Given that the Defendant’s IP address was required to be disclosed to various third parties and Playpen to access the website, any subjective expectation of privacy the Defendant may have possessed was not objectively reasonable.
And if that wasn’t enough, good faith is also granted, so any lack of a valid warrant still wouldn’t have resulted in evidence suppression.
The warrant was not void at its issuance. Even if it had been, the Court concludes that the good faith exception would apply and that suppression would not be warranted.”); but see Levin, 186 F. Supp. 3d at 44 (NIT Warrant was issued without jurisdiction and thus was void ab initio and the good-faith exception is inapplicable). This Court disagrees with Levin and the three or four other courts that have ordered suppression. If a judge signed a warrant without the necessary probable cause determination that warrant was akin to being void. But if an officer reasonably relies upon that signing and acts in good faith, Leon holds that the evidence seized should not be suppressed.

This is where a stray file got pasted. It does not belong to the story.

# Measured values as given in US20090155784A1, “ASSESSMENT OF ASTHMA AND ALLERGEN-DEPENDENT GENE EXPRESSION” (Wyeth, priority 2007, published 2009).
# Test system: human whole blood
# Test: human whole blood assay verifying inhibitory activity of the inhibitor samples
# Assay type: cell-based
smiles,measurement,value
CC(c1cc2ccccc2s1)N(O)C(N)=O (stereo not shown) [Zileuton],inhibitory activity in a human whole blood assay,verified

This will almost certainly be appealed. There’s still plenty of appeals courts left that haven’t explored these issues. The first two tries went the government’s way, but more eyes on more cases may actually result in a successful suppression effort. The problem is the rules (well, Rule 41 anyway) have changed. Courts may see little value in suppressing evidence the government can now acquire lawfully with last year’s Rule 41 changes. The Eighth Circuit Appeals Court came to exactly that conclusion earlier this year.
The thing is, the government should still be deterred from breaking rules they know still exist, even if governing statutes may change in the future. The government hasn’t stopped locking up marijuana users and dealers even though legalization in a majority of US states seems inevitable. This standard should be applied to the government by the only entities capable of doing it: the US courts.